The top 10% of Americans now make about as much as the bottom 90%. But within that group, an even smaller fraction dominates. Nobel Prize winning economist Joe Stiglitz has observed that the US is ruled by the top 1%, for the top 1%. And within that top 1%, the top tenth has been triumphant. Earning on average $5.6 million in 2008 (and at least $1.7 million), the group has seen its income rise 385% from 1970 to 2008, while earnings of the bottom 90% declined.
Worldwide, the rich are pulling away from the rest as well. Given this political reality, what kind of future is likely for the bottom 99%? Will the sort of precarious existence now common for the poor and lower-middle classes climb higher up the income ladder?
Michael Lind suggests this is likely, because so many jobs can be done by “less expensive and more deferential foreign nationals,” or prisoners. WSJ reporter Robert Frank has also observed a decoupling of destinies: “the economic fate of Richistan seems increasingly separate from the fate of the U.S.” (or any particular country).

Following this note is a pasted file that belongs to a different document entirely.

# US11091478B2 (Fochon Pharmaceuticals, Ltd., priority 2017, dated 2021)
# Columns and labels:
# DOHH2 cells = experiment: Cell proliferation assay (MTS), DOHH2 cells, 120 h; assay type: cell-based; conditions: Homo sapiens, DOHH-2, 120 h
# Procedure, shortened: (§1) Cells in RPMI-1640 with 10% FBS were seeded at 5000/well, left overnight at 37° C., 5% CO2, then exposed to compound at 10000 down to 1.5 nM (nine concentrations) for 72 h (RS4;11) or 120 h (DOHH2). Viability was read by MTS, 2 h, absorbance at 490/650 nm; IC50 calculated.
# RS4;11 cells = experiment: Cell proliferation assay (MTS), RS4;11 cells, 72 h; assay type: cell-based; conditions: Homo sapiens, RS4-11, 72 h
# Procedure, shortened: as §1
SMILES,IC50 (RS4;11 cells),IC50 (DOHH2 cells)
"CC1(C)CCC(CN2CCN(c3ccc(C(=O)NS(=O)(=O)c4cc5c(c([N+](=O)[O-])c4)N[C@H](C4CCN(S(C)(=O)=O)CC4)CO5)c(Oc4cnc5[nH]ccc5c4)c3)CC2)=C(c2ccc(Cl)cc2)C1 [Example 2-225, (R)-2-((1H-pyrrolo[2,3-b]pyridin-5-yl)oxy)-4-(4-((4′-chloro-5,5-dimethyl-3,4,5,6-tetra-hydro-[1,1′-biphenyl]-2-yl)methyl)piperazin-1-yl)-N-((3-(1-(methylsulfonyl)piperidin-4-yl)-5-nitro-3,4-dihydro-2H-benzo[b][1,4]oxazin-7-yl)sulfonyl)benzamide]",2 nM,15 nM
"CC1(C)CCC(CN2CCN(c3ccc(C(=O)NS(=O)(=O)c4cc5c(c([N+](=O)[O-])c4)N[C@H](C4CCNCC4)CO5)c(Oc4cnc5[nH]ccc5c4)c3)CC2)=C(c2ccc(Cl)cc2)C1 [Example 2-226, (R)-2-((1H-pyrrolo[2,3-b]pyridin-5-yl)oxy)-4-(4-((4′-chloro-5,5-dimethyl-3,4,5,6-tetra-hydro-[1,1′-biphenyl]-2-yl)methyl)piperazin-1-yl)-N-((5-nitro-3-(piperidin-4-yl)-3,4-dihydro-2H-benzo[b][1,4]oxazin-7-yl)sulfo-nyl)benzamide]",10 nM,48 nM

Meanwhile, progressive thinkers like Bruce Judson, Robert Reich, and David Callahan have hoped for the rise of a conscientious superclass. In their view, any nation’s wealthy should see middle class prosperity as part of its own self-interest properly understood. Most of these thinkers hold up Germany or Sweden as models of egalitarianism that helps even those at the top. A book called “The Spirit Level” has made a complementary case, arguing that, as a statistical matter, even the richest in an unequal society tend to be less healthy and secure than those at the top of a more equal social order. (Consider, for instance, that even if you were in the oil-drilling elite of Equatorial Guinea, making $250,000 per year, you might well want to move to Sweden for a similar position paying $100,000 a year.)